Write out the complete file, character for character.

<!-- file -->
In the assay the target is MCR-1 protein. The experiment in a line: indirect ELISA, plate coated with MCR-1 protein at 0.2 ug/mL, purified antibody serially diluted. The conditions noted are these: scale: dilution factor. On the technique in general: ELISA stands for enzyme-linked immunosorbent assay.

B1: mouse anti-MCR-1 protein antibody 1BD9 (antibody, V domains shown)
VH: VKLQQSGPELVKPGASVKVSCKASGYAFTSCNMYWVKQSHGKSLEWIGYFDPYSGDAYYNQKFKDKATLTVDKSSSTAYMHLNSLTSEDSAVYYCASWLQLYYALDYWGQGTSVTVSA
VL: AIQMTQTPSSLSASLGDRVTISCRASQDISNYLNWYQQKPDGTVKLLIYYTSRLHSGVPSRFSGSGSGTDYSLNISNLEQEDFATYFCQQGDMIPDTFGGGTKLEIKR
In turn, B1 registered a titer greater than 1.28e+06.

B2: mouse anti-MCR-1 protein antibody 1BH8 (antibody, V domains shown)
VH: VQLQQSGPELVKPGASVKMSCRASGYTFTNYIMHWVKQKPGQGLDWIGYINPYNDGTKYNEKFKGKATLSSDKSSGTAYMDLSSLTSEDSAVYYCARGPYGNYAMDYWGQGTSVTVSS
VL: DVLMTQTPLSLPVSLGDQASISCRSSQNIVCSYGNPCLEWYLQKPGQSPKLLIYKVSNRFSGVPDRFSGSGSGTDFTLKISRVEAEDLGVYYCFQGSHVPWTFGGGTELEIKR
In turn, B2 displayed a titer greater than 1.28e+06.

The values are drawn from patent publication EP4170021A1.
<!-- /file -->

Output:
In the assay the target is MCR-1 protein. The experiment in a line: indirect ELISA, plate coated with MCR-1 protein at 0.2 ug/mL, purified antibody serially diluted. The conditions noted are these: scale: dilution factor. On the technique in general: ELISA stands for enzyme-linked immunosorbent assay.

B1: mouse anti-MCR-1 protein antibody 1BD9 (antibody, V domains shown)
VH: VKLQQSGPELVKPGASVKVSCKASGYAFTSCNMYWVKQSHGKSLEWIGYFDPYSGDAYYNQKFKDKATLTVDKSSSTAYMHLNSLTSEDSAVYYCASWLQLYYALDYWGQGTSVTVSA
VL: AIQMTQTPSSLSASLGDRVTISCRASQDISNYLNWYQQKPDGTVKLLIYYTSRLHSGVPSRFSGSGSGTDYSLNISNLEQEDFATYFCQQGDMIPDTFGGGTKLEIKR
In turn, B1 registered a titer greater than 1.28e+06.

B2: mouse anti-MCR-1 protein antibody 1BH8 (antibody, V domains shown)
VH: VQLQQSGPELVKPGASVKMSCRASGYTFTNYIMHWVKQKPGQGLDWIGYINPYNDGTKYNEKFKGKATLSSDKSSGTAYMDLSSLTSEDSAVYYCARGPYGNYAMDYWGQGTSVTVSS
VL: DVLMTQTPLSLPVSLGDQASISCRSSQNIVCSYGNPCLEWYLQKPGQSPKLLIYKVSNRFSGVPDRFSGSGSGTDFTLKISRVEAEDLGVYYCFQGSHVPWTFGGGTELEIKR
In turn, B2 displayed a titer greater than 1.28e+06.

The values are drawn from patent publication EP4170021A1.